British soccer icon David Beckham is bringing a team to Miami. But his plan to build a new stadium at the site of lone city-owned golf course has hit a road block:
The First Tee.
On Thursday night Beckham and his co-investor, Jorge Mas, a prominent South Florida businessman, met with the Miami City Commission in an open forum to discuss their proposal, which calls for a 25,000-seat stadium, youth soccer fields and a restaurant, among other amenities. The land is currently the site of Melreese Golf Course, which is home to the First Tee of Miami, a conduit to the game for more than 2,000 local kids. The course is near the airport and major highways, which makes it an attractive spot for Beckham's new Major League Soccer franchise. But at the meeting, Beckham's group was countered by a group of First Tee members and supporters, who wore matching orange t-shirts.
According to the Sun Sentinel, the standing-room-only meeting became impassioned as speakers for both sides made their case. The First Tee also brought in at least one ringer: PGA Tour pro and Miami native Erik Compton.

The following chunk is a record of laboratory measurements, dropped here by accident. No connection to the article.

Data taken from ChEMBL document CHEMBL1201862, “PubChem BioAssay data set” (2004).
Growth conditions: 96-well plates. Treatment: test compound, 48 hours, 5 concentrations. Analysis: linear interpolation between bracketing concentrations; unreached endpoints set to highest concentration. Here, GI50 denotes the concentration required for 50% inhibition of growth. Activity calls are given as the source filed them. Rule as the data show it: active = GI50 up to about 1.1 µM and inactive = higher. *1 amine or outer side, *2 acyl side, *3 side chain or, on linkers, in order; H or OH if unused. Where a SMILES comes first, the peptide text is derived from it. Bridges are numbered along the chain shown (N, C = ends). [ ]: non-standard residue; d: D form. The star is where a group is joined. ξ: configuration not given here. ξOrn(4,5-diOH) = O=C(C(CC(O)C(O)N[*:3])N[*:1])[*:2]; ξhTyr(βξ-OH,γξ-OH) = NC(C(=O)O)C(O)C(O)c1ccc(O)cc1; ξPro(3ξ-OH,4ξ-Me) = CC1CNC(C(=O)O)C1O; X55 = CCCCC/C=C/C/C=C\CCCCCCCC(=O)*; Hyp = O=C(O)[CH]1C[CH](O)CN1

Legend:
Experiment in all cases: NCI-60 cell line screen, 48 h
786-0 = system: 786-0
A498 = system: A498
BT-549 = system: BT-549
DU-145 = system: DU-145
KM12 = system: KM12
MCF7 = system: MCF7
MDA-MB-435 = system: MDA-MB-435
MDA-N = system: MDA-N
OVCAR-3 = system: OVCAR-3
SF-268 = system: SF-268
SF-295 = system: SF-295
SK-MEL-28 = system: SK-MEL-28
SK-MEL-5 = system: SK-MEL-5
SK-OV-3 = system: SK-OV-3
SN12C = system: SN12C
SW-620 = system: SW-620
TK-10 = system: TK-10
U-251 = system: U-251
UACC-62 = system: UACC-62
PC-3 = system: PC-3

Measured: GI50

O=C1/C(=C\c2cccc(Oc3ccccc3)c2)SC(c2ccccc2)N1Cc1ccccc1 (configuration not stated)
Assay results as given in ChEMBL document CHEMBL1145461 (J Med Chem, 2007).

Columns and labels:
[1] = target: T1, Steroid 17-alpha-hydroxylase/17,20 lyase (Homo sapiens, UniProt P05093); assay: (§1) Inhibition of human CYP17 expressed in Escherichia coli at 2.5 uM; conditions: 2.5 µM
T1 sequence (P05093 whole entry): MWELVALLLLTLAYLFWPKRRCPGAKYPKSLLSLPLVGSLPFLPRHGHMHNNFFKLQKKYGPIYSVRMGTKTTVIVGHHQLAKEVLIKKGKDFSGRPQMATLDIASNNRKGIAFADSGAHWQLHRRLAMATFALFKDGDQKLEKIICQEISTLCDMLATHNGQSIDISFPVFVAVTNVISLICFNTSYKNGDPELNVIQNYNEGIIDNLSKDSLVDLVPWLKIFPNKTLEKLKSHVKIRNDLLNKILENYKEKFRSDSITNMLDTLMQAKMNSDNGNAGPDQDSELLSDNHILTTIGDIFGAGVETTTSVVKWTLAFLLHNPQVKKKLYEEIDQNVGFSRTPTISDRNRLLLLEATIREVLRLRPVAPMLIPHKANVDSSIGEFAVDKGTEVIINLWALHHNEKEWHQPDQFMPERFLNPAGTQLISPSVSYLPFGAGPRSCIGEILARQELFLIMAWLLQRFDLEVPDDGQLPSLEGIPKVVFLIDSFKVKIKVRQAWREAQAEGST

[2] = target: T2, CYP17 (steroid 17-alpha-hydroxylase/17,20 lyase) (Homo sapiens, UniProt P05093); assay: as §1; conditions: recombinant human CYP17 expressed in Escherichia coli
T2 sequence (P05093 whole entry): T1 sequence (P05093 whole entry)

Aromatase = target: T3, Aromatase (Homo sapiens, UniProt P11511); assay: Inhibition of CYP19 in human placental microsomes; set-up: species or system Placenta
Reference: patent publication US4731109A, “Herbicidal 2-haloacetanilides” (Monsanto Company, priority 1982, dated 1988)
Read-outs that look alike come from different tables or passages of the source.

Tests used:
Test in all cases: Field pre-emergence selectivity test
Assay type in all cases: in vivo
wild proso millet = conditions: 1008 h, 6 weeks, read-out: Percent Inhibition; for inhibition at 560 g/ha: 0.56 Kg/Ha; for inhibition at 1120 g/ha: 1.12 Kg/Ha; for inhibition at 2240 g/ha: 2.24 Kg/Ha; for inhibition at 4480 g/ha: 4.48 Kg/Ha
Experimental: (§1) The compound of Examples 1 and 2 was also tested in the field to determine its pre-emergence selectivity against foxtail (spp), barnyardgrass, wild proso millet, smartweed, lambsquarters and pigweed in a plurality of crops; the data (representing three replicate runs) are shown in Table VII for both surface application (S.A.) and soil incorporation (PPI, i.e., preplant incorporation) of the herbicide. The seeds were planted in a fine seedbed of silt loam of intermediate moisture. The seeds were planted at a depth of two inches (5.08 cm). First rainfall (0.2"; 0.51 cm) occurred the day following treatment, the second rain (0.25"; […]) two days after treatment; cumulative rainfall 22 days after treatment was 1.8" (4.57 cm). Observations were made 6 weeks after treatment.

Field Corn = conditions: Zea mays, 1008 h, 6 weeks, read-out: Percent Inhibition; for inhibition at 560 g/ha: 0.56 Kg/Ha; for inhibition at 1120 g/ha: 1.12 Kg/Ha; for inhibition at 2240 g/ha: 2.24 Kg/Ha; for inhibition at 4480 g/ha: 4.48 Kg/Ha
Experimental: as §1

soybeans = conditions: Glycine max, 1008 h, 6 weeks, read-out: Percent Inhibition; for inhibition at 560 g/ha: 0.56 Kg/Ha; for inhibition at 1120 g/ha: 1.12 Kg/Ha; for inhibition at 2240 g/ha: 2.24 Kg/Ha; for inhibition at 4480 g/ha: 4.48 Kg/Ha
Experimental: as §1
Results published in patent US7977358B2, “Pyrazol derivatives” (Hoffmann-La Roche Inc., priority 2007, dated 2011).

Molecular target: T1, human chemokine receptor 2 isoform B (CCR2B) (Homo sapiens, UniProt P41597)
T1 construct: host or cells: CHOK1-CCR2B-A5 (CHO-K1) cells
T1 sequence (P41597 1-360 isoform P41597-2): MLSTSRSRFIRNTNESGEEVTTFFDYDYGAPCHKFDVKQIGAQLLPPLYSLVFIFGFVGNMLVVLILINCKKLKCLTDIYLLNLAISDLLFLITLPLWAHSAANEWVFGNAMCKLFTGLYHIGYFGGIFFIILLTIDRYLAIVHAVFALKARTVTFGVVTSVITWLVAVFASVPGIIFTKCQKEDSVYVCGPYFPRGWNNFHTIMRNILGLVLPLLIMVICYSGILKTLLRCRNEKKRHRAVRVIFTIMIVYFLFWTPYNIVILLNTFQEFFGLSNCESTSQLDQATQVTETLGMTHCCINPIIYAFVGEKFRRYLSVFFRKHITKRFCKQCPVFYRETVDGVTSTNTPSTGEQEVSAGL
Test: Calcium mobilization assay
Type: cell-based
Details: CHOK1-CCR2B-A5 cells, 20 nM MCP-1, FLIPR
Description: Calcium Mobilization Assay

"I’ve had the opportunity to play very beautiful golf courses all around the world, " Compton said. "Melreese is a very special place. Soccer can fit in Miami, but not at Melreese. These kids have nowhere to go if you take away Melreese. Soccer doesn’t belong at Melreese. The kids belong there."
A petition to save the Melresse has more than 23,000 signatures. The five-person Miami city commission didn't vote on whether to move the proposal forward Thursday night, and will hold another meeting July 18. The commission could advance the stadium plan to the city-wide ballot on Nov. 6.